By Carlos Curbelo
No matter where you look, all signs point to the fact that the United States needs to repair and modernize its infrastructure to meet the challenges of tomorrow’s economy.
Whether it’s upgrading highways and bridges, building the pipelines it will take to deliver American energy to markets at home and abroad, or modernizing our grid for renewable energy projects that will help power our future, we must find a way to get critical projects moving on a faster timeline. Revitalization starts with significantly reforming current permitting processes and clearing the red tape that holds us back.
While in Congress, I devoted a lot of time and energy to bridging the gap between environmental stewardship and practical reforms that will make us all more prosperous. We can make sensible changes to the National Environmental Policy Act (NEPA) without sacrificing progress on climate change and environmental protection. In fact, we are seeing a growing contingent of Democrats beginning to accept that revising NEPA is critical to the energy transition, since permitting reform is the most effective way to expedite the completion of renewable-energy projects.
Congress is well aware of this issue. Last year, Sen. Joe Manchin, D-West Virginia, tried to bridge the partisan divide on this issue with a permitting reform plan that included important changes to NEPA. And while many Democrats remain concerned permitting reform will erode critical environmental protections, others see reform as necessary to meeting President Joe Biden’s ambitious climate goals.
NEPA presents a sea of red tape that doesn’t just stand in the way of highway projects and pipelines, it blocks renewable projects too. The law was created in the 1970s “to ensure federal agencies consider the environmental impacts of their actions and decisions.” However, recent decades have seen its effectiveness decrease, and its regulations have become outdated and ineffective.
Today, NEPA reviews can take up to seven years to complete. For example, the Keystone XL pipeline saw numerous setbacks because of reviews and legal challenges that blocked key permits and contributed to its cancellation. The Mountain Valley Pipeline is now facing a similar experience. This 303 mile-project will span from West Virginia to southern Virginia, transporting natural gas from the Marcellus and Utica shale formations to mid-Atlantic and southeast states and ultimately providing 2 million dekatherms of energy to markets that need it.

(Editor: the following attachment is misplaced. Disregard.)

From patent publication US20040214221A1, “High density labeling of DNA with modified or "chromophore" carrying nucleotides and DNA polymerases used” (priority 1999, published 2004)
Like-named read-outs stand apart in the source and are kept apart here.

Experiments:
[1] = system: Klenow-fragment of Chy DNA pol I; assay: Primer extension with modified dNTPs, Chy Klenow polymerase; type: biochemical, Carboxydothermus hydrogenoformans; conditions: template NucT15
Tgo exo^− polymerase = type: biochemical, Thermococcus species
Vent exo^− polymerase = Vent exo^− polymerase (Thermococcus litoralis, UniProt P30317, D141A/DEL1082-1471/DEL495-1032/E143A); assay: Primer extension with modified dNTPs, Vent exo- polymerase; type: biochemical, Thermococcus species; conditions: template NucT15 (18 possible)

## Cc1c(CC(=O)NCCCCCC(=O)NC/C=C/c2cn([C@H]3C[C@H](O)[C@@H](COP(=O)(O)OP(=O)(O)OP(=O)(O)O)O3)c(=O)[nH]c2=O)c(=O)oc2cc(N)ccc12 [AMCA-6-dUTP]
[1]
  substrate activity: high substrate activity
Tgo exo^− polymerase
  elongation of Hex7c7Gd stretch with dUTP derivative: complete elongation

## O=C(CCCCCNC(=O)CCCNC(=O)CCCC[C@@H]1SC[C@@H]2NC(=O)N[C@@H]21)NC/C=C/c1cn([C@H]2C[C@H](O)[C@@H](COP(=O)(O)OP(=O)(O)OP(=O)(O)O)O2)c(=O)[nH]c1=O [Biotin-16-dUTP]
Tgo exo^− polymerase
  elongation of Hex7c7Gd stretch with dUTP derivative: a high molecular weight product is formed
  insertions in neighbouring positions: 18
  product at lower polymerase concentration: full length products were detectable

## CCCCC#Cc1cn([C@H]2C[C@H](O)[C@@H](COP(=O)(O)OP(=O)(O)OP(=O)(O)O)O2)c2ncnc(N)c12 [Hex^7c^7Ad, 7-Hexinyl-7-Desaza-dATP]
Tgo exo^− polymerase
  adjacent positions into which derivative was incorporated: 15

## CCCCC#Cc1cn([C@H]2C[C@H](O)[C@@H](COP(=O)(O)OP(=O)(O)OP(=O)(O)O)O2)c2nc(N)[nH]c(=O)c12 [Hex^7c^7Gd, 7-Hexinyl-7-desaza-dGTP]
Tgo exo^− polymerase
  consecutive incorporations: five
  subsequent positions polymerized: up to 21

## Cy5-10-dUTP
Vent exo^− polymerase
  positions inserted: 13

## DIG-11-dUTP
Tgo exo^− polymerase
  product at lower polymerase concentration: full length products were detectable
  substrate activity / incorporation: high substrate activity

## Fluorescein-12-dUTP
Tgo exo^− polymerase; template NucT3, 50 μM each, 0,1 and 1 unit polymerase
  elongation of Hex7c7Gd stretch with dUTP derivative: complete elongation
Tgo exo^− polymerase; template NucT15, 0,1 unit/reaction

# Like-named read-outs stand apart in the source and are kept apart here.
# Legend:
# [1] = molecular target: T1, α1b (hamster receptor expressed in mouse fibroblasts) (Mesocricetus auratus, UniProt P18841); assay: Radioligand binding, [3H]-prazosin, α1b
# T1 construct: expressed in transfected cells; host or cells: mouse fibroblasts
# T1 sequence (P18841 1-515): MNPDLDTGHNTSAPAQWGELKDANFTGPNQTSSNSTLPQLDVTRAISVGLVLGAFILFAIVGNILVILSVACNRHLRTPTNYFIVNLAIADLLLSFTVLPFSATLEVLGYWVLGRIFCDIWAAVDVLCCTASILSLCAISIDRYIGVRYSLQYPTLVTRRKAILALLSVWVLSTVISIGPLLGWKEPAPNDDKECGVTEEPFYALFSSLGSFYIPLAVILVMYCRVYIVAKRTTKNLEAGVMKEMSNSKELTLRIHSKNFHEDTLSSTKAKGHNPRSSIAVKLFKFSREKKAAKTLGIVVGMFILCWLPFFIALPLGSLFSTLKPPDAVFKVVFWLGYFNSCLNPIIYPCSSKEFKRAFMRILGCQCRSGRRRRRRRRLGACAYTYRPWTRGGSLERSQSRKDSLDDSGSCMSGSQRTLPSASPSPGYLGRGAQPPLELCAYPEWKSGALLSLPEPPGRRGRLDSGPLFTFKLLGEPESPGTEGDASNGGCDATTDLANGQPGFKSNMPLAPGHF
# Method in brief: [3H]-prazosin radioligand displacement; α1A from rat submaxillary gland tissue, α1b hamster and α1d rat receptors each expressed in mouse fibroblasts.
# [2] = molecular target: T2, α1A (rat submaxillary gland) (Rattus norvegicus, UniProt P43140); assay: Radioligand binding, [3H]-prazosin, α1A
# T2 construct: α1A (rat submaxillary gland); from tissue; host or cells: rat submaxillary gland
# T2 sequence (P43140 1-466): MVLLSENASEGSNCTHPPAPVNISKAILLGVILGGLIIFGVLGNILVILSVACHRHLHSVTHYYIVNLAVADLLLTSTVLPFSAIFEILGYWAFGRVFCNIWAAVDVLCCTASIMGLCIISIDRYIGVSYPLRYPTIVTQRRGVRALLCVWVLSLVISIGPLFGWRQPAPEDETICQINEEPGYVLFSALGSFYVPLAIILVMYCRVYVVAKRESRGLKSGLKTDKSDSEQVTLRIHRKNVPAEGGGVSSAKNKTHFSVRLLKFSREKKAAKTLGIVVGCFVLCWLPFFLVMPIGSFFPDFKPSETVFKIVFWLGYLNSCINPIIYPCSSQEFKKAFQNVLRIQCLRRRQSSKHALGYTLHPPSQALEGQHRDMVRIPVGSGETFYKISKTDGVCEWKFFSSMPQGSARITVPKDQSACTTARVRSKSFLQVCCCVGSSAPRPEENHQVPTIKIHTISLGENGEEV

Russia’s unprovoked war against Ukraine has pushed energy issues into the spotlight, reminding Congress and the public that the health of our energy infrastructure is a matter of national security. A healthy and prosperous energy future includes renewable projects critical to reducing air pollution.
Today, NEPA is impeding the completion of these projects. In Nevada, a geothermal power plant is under attack by conservation groups and others who are using NEPA as a stalling mechanism. Recently, Duke Energy announced the beginning of construction on two new solar projects in Florida. It is yet to be seen whether activist groups will also use NEPA to slow or stop those projects. The more we delay the clean energy transition, the more we pollute the atmosphere and the more we expose communities all over the country to the dangerous consequences of sea-level rise, ocean acidification and deadly extreme weather events.
In the end, permitting reform will benefit everyone. That’s why Manchin pushed to include permitting reform measures in the Inflation Reduction Act and why Florida Sen. Marco Rubio introduced a resolution with Alaska Sen. Dan Sullivan to make clear to the Biden administration that NEPA, in its current form, will delay the progress of infrastructure vital to both the environment and the economy.
To reform NEPA, we should set reasonable limits on timelines, scope, and generally, on the ability of opponents to block needed infrastructure projects. We should enforce limits on judicial review and set a statute of limitations for court challenges. With no limits, groups can use reviews to hold up projects for years. Doing so will increase American infrastructure investment and reduce costs delivering cleaner and more affordable energy for every American household.
Fortunately, reform is seeing some momentum. Baron Hill, former Democrat Indiana representative, and House Energy and Commerce Committee member, stated in a recent article for POWER Magazine, “Climate solutions and boosting America’s infrastructure are not Republican or Democratic issues, but ones that should unite Americans.” California Representative Scott Peters echoed this thought: “People who are serious [about reform] know that it has to be bipartisan.”
We cannot let this critical issue become a casualty of the relentless partisan war. Reforming NEPA and building infrastructure for tomorrow’s America is too important to ignore or delay. It’s time to act.